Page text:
What Is a Planet?

The controversial new official definition of "planet," which banished Pluto, has its flaws but by and large captures essential scientific principles
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Most of us grew up with the conventional definition of a planet as a body that orbits a star, shines by reflecting the star's light and is larger than an asteroid. Although the definition may not have been very precise, it clearly categorized the bodies we knew at the time. In the 1990s, however, a remarkable series of discoveries made it untenable. Beyond the orbit of Neptune, astronomers found hundreds of icy worlds, some quite large, occupying a doughnut-shaped region called the Kuiper belt. Around scores of other stars, they found other planets, many of whose orbits look nothing like those in our solar system. They discovered brown dwarfs, which blur the distinction between planet and star. And they found planetlike objects drifting alone in the darkness of interstellar space.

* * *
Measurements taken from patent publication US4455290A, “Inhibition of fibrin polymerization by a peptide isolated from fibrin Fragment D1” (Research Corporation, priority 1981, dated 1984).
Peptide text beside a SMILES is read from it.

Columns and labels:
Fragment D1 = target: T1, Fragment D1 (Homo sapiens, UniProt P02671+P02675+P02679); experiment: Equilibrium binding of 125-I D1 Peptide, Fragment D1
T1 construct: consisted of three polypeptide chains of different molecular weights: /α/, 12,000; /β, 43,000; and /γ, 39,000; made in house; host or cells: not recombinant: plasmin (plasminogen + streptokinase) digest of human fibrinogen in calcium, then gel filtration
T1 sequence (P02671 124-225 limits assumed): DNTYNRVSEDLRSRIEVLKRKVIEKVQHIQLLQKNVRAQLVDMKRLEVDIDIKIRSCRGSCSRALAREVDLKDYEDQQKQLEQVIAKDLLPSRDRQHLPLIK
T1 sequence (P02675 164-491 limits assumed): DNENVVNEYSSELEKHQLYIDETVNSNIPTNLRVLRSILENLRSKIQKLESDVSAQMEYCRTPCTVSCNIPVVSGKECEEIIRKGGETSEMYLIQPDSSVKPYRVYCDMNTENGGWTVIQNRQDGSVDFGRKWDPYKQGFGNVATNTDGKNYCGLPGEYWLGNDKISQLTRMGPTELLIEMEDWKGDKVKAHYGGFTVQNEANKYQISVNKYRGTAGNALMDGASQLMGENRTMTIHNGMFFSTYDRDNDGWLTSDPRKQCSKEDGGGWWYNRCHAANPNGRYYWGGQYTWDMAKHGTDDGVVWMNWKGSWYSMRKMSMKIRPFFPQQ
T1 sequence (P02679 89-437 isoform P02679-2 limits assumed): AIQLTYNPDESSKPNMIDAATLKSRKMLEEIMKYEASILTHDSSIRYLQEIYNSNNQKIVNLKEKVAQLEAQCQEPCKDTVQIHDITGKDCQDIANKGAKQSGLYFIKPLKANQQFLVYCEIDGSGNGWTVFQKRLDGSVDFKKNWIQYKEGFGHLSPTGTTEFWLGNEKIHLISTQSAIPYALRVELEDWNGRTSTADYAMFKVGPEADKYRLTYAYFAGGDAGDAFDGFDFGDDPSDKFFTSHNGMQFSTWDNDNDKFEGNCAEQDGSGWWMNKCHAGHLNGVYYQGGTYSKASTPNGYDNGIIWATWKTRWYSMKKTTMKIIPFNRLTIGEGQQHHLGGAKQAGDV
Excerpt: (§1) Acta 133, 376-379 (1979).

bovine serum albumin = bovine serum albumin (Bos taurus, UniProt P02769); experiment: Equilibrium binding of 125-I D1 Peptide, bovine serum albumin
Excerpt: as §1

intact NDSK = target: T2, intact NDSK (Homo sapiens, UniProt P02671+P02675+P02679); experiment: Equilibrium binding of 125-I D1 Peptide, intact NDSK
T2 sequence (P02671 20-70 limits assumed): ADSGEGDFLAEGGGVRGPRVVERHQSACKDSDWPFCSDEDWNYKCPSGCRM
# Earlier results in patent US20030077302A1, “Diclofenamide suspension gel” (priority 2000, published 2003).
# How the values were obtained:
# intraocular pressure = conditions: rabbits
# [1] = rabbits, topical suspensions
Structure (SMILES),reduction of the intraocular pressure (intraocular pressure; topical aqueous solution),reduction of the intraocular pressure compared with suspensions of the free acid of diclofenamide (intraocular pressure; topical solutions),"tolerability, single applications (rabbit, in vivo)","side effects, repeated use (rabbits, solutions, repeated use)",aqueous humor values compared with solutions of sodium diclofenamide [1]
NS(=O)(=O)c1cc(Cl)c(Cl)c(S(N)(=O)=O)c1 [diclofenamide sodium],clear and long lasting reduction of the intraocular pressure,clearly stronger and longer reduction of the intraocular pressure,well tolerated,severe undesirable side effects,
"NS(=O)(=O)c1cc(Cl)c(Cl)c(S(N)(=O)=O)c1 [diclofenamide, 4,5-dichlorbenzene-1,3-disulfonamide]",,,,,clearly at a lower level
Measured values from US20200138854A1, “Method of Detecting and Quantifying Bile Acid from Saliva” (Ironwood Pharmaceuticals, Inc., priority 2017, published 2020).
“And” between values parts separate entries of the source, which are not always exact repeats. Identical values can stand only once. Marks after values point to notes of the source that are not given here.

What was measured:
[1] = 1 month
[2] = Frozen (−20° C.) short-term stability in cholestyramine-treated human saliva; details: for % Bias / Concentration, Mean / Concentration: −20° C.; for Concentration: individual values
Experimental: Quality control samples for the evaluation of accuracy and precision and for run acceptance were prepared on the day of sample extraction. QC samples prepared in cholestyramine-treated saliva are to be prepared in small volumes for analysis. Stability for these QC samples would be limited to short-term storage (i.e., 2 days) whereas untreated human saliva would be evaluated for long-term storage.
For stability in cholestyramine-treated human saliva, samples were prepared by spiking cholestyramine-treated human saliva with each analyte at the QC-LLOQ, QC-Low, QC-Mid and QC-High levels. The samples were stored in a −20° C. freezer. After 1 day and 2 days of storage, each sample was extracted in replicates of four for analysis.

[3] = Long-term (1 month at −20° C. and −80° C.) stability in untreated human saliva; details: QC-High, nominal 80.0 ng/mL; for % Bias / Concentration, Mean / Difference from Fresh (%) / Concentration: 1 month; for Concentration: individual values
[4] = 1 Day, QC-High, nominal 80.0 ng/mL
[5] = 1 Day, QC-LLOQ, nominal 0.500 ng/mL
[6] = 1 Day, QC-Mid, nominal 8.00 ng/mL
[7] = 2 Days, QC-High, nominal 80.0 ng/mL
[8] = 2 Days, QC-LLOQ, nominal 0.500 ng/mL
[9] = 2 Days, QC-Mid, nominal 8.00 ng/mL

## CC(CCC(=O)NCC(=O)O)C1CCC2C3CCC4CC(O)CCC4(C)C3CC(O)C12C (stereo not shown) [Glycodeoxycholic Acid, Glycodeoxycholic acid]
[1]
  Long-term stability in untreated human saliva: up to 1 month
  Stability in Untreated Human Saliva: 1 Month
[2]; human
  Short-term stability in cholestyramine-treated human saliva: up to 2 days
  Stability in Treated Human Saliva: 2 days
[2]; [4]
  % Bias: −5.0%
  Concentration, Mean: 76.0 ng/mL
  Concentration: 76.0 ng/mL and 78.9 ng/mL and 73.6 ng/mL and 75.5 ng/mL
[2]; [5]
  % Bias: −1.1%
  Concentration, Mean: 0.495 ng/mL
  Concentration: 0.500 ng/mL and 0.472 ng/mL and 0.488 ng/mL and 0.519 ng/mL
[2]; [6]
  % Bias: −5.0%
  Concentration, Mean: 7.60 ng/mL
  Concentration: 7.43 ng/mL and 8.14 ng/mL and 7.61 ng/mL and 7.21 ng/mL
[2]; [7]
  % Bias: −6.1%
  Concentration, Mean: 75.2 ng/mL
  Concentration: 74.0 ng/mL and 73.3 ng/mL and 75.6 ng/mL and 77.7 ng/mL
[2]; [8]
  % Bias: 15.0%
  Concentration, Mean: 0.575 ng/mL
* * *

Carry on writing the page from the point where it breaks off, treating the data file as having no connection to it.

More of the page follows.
These findings ignited a debate about what a planet really is and led to the decision last August by the International Astronomical Union (IAU), astronomers' main professional society, to define a planet as an object that orbits a star, is large enough to have settled into a round shape and, crucially, "has cleared the neighborhood around its orbit." Controversially, the new definition removes Pluto from the list of planets. Some astronomers said they would refuse to use it and organized a protest petition.


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